Techie Words
When a piece of hardware is ready for the next task or transmission, it can tell other hardware by sending a DSR or Data Set Ready signal.
Sure, there are millions, even billions of pages, on the Web. But how many really matter? That is, how many mention your name? Egosurfing is the search to find out.


Gopher is a menu-based system used in organizing and retrieving files via the Internet. Gopher is most commonly used to access files found on FTP servers.
Gopher structures information on Internet servers with a hierarchical menu of folder and files that you access with a Gopher browser. Although most Gopher browsers (and files they access) are text based, more recent Gopher browsers have been developed to display graphic images (usually folder and file icons) in the file directories. For that matter, you can access Gopher archives with the Big Two browsers (Navigator and Internet Explorer).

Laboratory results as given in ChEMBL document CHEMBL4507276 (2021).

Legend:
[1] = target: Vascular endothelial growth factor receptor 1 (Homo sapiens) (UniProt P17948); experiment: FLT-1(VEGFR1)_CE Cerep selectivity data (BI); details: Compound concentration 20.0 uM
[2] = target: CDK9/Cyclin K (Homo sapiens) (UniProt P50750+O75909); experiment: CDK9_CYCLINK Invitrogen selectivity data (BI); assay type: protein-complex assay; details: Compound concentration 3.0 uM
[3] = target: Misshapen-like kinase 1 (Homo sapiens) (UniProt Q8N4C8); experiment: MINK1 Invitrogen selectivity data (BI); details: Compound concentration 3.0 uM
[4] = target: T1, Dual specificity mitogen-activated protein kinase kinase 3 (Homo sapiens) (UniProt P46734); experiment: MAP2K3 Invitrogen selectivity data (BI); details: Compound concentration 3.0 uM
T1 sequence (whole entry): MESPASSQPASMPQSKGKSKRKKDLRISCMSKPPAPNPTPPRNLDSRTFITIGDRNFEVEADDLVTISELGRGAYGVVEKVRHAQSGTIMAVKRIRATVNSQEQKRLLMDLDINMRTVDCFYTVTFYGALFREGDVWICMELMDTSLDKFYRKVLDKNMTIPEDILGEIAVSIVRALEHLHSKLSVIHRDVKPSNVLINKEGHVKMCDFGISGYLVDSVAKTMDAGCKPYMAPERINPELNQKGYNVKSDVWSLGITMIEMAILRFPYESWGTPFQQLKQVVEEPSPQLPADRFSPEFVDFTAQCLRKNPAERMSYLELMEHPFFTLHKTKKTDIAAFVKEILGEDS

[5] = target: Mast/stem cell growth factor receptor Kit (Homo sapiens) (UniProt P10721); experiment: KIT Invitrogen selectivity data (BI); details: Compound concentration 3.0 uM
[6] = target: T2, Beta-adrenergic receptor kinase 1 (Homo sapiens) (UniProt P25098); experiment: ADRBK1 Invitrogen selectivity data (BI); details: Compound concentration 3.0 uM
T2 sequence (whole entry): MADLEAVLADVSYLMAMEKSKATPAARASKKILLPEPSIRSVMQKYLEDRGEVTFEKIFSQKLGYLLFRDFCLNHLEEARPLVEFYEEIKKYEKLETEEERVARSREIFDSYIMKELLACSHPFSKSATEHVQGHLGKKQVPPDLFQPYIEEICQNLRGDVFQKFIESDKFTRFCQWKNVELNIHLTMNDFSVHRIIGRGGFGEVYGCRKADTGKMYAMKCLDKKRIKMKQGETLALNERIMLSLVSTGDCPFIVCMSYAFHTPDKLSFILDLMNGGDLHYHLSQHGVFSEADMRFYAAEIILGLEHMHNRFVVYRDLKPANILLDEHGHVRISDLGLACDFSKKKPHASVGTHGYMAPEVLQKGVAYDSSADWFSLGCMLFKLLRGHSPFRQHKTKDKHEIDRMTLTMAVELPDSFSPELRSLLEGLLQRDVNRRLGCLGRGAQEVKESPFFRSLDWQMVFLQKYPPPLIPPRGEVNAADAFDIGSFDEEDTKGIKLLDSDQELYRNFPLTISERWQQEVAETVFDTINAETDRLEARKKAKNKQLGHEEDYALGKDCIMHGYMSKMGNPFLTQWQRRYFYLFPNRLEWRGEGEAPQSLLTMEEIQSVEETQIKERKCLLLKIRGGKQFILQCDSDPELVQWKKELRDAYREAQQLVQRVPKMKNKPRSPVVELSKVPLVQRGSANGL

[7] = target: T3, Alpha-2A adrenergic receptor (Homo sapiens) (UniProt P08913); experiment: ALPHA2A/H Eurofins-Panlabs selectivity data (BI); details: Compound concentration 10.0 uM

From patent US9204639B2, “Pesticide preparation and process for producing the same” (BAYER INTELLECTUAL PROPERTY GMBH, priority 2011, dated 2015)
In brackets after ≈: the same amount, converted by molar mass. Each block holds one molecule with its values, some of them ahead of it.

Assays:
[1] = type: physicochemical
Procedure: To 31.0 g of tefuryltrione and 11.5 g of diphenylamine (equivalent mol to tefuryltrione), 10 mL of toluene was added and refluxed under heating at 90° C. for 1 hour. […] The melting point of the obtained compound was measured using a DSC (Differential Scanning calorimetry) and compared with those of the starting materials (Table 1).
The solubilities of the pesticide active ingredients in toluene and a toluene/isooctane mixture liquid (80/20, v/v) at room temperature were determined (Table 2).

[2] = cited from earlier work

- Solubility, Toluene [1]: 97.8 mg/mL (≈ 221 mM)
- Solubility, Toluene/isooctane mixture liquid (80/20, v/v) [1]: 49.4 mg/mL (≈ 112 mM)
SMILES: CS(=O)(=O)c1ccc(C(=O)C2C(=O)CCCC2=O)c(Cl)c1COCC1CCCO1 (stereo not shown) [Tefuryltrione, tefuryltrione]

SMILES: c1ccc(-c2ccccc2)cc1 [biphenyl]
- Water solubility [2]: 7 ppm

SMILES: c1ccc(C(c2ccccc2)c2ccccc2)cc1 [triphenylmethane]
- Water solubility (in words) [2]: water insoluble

To check out an example of a Gopher archive of files, point your browser to gopher://